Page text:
“The voice of the Lord is upon the waters: the God of glory thundereth: the Lord is upon many waters. The voice of the Lord is powerful; the voice of the Lord is full of majesty.”
Psalm 29, recorded by the David/Asaph Project. Released in 2001 on the Psalmody album. Duration is 3:17.
Produced by John Piper
Musical composition by David Albracht
Recorded at 2nd Floor Studios, Dallas, Texas.
Engineered by John Piper
Mixed at Piper Projects by John Piper
Mastered by Ed Johnson
Recorded and Mixed on the Paris 24 bit DAW
Bass – Lou Harlas
Drums – Harrell Bosarge
Harmony Vocals – Jeanie Perkins
Percussion – John Bryant
Piano, Synthesizer – Ken Boome
Vocals – David Albracht
Image above: Stormy-Sea
Psalm 29, the tenth track on the Psalmody album, was recorded by the David/Asaph Project at 2nd Floor Studios in Dallas, Texas, in the year 2000. This song features the text of the KJV translation set to new music. Song duration is 3:17.
If a mighty thunderstorm and flood could be described in a “sweet” way, then Psalm 29 seems to do so. The lovely voice of Jeannie Perkins mixed with the expressive piano of Ken Boome bring out the celebratory message of the Lord giving strength and blessings of peace unto his people, even in the midst of his mighty and awesome displays of nature.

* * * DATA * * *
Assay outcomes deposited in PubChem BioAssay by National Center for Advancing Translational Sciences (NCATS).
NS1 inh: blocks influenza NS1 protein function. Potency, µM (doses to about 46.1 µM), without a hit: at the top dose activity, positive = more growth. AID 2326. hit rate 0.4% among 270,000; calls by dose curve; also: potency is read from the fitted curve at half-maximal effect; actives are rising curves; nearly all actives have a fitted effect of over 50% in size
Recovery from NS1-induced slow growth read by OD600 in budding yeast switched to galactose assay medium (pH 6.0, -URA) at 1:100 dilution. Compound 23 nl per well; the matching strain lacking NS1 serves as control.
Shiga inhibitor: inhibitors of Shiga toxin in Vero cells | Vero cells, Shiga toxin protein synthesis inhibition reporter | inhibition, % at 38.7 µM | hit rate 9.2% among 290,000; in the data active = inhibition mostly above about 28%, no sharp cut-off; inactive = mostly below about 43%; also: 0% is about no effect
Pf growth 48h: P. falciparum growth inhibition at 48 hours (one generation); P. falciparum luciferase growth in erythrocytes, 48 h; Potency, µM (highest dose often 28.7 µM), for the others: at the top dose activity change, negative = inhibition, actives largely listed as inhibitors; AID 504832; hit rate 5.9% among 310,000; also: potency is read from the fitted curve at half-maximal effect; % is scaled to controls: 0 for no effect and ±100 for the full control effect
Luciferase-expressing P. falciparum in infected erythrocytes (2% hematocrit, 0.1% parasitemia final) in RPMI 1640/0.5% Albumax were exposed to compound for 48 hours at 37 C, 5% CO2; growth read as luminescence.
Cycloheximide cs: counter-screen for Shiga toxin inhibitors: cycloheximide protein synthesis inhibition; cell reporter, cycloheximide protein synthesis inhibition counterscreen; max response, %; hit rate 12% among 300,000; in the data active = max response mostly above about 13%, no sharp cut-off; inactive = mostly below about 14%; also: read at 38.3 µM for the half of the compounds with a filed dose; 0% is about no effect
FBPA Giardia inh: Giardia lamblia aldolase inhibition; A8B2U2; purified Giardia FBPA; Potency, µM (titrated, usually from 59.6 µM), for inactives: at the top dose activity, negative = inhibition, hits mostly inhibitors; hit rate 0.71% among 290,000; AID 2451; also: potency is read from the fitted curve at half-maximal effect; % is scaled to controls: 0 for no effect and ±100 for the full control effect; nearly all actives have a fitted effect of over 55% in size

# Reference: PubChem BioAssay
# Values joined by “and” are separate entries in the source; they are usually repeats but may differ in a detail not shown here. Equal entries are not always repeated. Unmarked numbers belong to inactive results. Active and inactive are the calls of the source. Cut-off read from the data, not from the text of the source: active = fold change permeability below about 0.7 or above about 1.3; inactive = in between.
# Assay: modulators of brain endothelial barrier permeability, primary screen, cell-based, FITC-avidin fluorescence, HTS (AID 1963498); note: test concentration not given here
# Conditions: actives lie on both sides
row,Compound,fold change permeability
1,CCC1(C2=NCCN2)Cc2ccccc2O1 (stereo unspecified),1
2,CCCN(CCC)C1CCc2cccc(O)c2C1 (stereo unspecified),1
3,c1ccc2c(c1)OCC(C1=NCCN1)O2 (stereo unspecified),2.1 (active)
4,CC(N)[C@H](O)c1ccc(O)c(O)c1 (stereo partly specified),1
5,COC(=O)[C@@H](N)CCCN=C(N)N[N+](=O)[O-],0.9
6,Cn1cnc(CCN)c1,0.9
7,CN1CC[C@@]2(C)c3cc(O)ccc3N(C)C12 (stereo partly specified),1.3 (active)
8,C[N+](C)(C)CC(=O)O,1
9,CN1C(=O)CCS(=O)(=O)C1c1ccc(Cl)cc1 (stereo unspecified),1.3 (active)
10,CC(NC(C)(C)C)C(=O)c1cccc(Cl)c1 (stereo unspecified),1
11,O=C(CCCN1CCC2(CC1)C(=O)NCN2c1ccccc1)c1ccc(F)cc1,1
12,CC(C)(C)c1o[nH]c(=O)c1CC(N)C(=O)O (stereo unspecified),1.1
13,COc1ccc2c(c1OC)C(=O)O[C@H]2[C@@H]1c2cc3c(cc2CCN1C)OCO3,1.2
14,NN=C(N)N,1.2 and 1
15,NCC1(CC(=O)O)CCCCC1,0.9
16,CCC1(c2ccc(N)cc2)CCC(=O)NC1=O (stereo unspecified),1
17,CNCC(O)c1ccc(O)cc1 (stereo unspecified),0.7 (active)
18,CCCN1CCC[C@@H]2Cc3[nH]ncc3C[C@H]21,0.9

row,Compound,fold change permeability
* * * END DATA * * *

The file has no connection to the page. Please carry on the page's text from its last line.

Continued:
C.H. Spurgeon's Comments on the text of Psalm 29
It seems to be the general opinion of modern annotators, that this Psalm is meant to express the glory of God as heard in the pealing thunder, and seen in the equinoctial tornado. Just as the eighth Psalm is to be read by moonlight, when the stars are bright, as the nineteenth needs the rays of the rising sun to bring out its beauty, so this can be best rehearsed beneath the black wing of tempest, by the glare of the lightning, or amid that dubious dusk which heralds the war of elements. The verses march to the tune of thunderbolts. God is everywhere conspicuous, and all the earth is hushed by the majesty of his presence…